Join this summer program for high school students for an in-depth examination of Public Health in Rwanda — a small, lush, mountainous Eastern African nation with a horrific recent history, but a remarkably progressive and positive approach to confronting its challenges. Visit and work in settings ranging from a small, locally run center for disabled children to outreach clinics providing health services and education to families affected by HIV and AIDS. Return with a nuanced understanding of the human, social, economic, cultural, and technical issues affecting public health provision in a developing nation. Meet with with a local youth group to identify key issues of mutual concern, and investigate the questions you raise throughout your trip as you work alongside community members and meet with local leadership. Discuss your reflections and explore implications for our global community and our own lives.
- June 28, 2014 - July 27, 2014
- Students completing grades 9-12
- Global Awareness in Action
- Typical Group:
- 16-18 Students, 2 Leaders
- 4.5 week(s)
The public health challenges that Rwanda confronts are entwined with the horrible spasm of violence that occurred during the genocide of 1994. In a three month span, nearly one million people were systematically murdered. The extent to which Rwanda has moved on toward reconciliation and positive social action is extraordinary, but the effects of the genocide remain pervasive. In this context, we examine the prevention, treatment, and effects of endemic illness and other public health issues common in developing countries. We also confront issues related to the genocide – including the overwhelming number of widows, orphans, and households headed by children.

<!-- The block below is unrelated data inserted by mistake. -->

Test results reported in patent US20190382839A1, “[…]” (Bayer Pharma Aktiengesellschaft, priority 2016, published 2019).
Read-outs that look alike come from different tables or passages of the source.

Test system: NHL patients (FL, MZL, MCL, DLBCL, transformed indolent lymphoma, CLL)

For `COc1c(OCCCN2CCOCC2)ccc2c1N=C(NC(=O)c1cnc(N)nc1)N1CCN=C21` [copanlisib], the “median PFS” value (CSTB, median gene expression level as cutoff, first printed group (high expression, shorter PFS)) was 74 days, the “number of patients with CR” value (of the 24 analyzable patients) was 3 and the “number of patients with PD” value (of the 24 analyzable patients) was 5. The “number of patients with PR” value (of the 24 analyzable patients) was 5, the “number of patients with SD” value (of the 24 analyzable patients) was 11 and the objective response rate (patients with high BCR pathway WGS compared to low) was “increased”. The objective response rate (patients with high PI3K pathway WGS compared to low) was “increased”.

Upon your arrival in Kigali, check into a simple downtown hotel and spend several days in meetings designed to orient you to the history of Rwanda, the genocide, reconciliation, and health care provision. Meet with representatives of NGOs, Rwandans working on reconciliation, students, orphaned survivors of the genocide, and others who share their perspectives and experiences with you. Take part in a powerful visit to the Kigali Genocide Memorial, a museum dedicated to Rwanda’s tragedy. Collaborate with a local youth group in Kigali to identify key issues that will frame your work in Rwanda. Generate questions to investigate further through interviews and discuss in focus groups in the coming weeks. In addition to our planned visits, we have time to explore the green hills of this bustling city and shop for crafts in its colorful markets.
Next, spend a week in Nyamata, a town 45 minutes south of Kigali in an area of Rwanda that suffers from chronic drought and food shortages. Putney has friendships with a number of private groups working to provide health care in Nyamata, and the district government has enthusiastically endorsed our visit. Each day, divide into small groups to work with a variety of host organizations, such as a program associated with the Millenium Villages Project working on eradication of tropical diseases and a small-scale home started by local residents care for severely handicapped youth.
In Nyamata, stay in guest quarters at the regional hospital. Rooms are plain but comfortable, with cement floors and simple bathrooms equipped with standard toilets. We have twin beds and use sleeping bags. We cook meals with a local Rwandan over a charcoal fire and occasionally eat at a restaurant in town.
Then travel to the Rehengeri region in the northwest of Rwanda where we are based in the larger town of Musanze for ten days. Here, we visit several local organizations working on health care delivery. We also have the unique opportunity to volunteer in a very rural dispensaire (clinic) in a bucolic, but isolated and poor village in verdant hills. In Musanze, we stay in a house rented by Putney, with four or five people to a room. There are beds and mattresses, and again we use sleeping bags. The house has two full bathrooms with standard toilets and simple hot showers. We split into teams to shop for and prepare meals in our home’s kitchen.